The Escape comes in three trim levels: S, SE, and Titanium. Skip the bare-bones base Escape S and opt for the SE. Not only are there very few standard features or options available in the base Escape, but it also lacks common comfort features like automatic climate control and a power-adjustable driver’s seat, both of which come with the SE. Choosing the SE will also give you a more powerful and more fuel-efficient turbocharged engine, as well as access to a number of options like leather seats, all-wheel drive, navigation, and a touch-screen infotainment system. For just $1,500 more than the base price, the SE is the smart choice.

For 2017, the Escape receives a major midcycle refresh, with updated interior and exterior design, new engine options, and a stop-start feature on turbocharged engines. Android Auto, Apple CarPlay, and other advanced safety features are also now available.

Ford Escape S

The base S trim starts at $23,750 and comes standard with a 168-horsepower 2.5-liter four-cylinder engine, a six-speed automatic transmission, front-wheel drive, cloth upholstery, a rearview camera, automatic headlamps, Ford's MyKey system, the voice-activated SYNC infotainment interface, and a six-speaker stereo system.
The S trim is available with very few options, but you can get alloy wheels for $595 and remote start for $495.

Ford Escape SE

Starting at $25,250, the Escape SE comes standard with a 179-horsepower, turbocharged 1.5-liter four-cylinder engine, a 10-way power-adjustable driver's seat, dual-zone automatic climate control, satellite radio, and a keyless entry keypad.

Available standalone options in the SE include a 245-horsepower, turbocharged 2.0-liter four-cylinder engine ($1,345), all-wheel drive ($1,750), a panoramic sunroof ($1,495), and a power liftgate ($495).

You can order the 201A Equipment Group ($1,395), which includes blind spot monitoring, rear cross traffic alert, a nine-speaker stereo system, a 110-volt outlet, rear parking sensors, and the SYNC 3 touch-screen infotainment system. Add navigation to this package for $795.

The SE Leather Comfort package ($1,595) includes leather upholstery, a 10-way power-adjustable passenger's seat, and heated front seats.

Ford Escape Titanium

The Titanium trim ($29,250) comes standard with many of the options and packages that are optional in the SE, including the Leather Comfort package and most features from the 201A Equipment Group. It also comes standard with customizable colored interior lighting, a proximity key, push-button start, a foot-activated power liftgate, a 10-speaker Sony audio system, and driver's seat position memory.

The optional 301A Equipment Group ($1,995) includes automatic high beams, automatic parking, a heated steering wheel, lane keep assist, and rain-sensing windshield wipers.
Adaptive cruise control with assisted pre-collision braking is available as a $595 standalone option.

A fully loaded Ford Escape Titanium can cost nearly $40,000. You can get a number of highly ranked luxury compact SUVs for that price, including the Acura RDX, BMW X3, and Mercedes-Benz GLC.

Where is the Ford Escape Built?

Ford manufactures the Escape at their plant in Louisville, Kentucky. The plant also produces the Lincoln MKC, which shares a platform with the Escape.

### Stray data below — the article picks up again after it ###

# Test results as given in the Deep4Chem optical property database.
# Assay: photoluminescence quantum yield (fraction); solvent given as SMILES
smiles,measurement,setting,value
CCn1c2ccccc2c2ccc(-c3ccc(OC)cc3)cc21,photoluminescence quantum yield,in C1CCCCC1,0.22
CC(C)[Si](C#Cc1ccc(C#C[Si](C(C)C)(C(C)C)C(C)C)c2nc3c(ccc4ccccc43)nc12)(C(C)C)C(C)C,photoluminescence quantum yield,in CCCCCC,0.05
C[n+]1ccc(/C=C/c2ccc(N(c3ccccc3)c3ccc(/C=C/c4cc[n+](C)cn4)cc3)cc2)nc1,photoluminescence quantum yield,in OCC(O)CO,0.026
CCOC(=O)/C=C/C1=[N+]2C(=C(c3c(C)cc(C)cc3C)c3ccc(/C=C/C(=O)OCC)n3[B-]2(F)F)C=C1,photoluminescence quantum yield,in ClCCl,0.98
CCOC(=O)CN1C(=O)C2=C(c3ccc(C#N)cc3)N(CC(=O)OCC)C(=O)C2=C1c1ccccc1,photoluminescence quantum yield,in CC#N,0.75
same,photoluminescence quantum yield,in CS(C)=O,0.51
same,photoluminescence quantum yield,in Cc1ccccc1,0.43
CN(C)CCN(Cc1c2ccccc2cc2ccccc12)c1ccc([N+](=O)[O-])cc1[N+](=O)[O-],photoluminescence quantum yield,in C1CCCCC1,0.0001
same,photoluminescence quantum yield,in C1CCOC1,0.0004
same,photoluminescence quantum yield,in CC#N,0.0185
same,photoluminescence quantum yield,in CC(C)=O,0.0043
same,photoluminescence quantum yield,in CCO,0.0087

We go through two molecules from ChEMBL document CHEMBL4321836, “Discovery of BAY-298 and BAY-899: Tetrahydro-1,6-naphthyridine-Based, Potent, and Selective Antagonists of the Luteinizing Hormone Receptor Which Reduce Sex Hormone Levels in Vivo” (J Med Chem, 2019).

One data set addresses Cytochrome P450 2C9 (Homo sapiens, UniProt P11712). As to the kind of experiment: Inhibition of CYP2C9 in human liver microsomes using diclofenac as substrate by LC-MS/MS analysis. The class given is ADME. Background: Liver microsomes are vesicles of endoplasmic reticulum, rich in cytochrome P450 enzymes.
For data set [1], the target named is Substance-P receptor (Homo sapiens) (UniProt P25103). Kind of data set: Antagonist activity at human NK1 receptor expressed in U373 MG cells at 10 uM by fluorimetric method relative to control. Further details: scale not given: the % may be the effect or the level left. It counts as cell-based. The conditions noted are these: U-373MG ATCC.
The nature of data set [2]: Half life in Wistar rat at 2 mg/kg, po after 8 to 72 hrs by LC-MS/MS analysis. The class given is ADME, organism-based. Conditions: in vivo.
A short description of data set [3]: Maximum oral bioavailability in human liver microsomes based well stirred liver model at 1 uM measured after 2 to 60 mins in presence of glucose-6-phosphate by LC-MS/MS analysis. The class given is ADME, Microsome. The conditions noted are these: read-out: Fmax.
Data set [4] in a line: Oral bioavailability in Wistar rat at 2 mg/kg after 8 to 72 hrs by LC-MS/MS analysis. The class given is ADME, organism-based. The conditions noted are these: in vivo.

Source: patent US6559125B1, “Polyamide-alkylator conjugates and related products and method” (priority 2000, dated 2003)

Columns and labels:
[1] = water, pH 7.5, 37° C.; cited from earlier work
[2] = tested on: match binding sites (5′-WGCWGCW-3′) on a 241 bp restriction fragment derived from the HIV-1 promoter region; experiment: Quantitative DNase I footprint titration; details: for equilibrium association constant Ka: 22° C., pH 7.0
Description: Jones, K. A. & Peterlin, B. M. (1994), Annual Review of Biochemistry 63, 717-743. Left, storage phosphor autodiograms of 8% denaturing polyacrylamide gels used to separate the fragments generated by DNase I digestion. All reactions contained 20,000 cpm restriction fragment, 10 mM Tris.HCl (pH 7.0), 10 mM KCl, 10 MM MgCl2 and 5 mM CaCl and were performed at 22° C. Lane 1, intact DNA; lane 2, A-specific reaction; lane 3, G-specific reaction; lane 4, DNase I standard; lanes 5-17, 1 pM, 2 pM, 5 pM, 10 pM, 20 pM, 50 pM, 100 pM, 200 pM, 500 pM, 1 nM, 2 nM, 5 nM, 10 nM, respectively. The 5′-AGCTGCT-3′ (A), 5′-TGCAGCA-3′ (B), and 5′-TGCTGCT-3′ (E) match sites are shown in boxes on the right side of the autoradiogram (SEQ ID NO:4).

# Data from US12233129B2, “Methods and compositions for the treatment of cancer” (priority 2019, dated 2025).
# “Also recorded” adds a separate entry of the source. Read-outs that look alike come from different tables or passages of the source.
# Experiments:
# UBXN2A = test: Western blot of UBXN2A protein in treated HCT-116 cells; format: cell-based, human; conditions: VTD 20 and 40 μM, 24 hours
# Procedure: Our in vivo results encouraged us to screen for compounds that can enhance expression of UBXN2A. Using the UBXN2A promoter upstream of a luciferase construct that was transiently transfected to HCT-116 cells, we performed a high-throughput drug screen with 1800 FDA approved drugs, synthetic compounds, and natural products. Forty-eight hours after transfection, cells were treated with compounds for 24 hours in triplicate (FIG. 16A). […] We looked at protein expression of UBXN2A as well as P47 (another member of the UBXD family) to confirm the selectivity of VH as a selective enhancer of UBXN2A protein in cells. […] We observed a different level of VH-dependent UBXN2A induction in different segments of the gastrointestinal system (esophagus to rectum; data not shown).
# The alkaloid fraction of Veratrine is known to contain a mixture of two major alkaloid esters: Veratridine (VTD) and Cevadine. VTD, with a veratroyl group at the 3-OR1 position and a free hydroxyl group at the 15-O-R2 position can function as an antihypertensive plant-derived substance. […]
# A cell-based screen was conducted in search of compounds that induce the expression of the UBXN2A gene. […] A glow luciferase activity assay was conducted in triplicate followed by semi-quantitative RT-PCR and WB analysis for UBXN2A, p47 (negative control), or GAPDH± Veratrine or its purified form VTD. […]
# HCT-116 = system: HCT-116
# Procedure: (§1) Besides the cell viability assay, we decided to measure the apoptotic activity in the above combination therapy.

Check out our U.S. News Best Price Program for great savings at your local Ford dealer. You can also find excellent manufacturer incentives on our Ford deals page.

See 2017 Ford Escape specs and trims »

The Final Call

There's no question that the Ford Escape is a solid pick in the compact SUV class. When properly equipped, it is one of the best overall performers in the class, with both strong engines and driving dynamics. Abundant passenger space and all-day comfort inside should make you excited to get in the car every day. It's not the best value proposition in base form, though, so be prepared to pay more than its base price tag suggests.

Don’t just take our word for it. Check out comments from some of the reviews that drive our rankings and analysis.

  • "The Escape faces a lot of competition, including the Nissan Rogue, Honda CR-V and Toyota RAV4. Because this is such a hot segment, automakers throw a lot of value into their offerings, sometimes making the distinctions minimal. The Escape makes for a solid choice with its comfortable and easy ride quality and engine options. Sync 3 gives it an edge amongst the competition, especially with its support for Apple CarPlay and Android Auto." -- CNET
  • "The 2017 Ford Escape is a big improvement on what was an already remarkable crossover, and the customer-focused changes pay dividends to the Escape faithful. We can't predict if the upgrades and equipment differentiators will be enough for Ford's compact entry to claw back the sales deficit to the RAV4 and CR-V (the Toyota outsold the Ford by about 9,000 units in 2015, the Honda moved about 39,000 more units), but the new Escape is an excellent weapon to begin the fight back to the top." -- Autoblog
  • "Neat technology is what people want nowadays, true, but they also want a responsive ride with a comfortable, practical interior. The Escape has all of the above, but so do so many competitors. With a starting price of $23,600, $25,100 for an SE and $29,100 for a range-topping Titanium, it's well priced to maintain its position; it's also a great time to be a compact-SUV shopper." -- Autoweek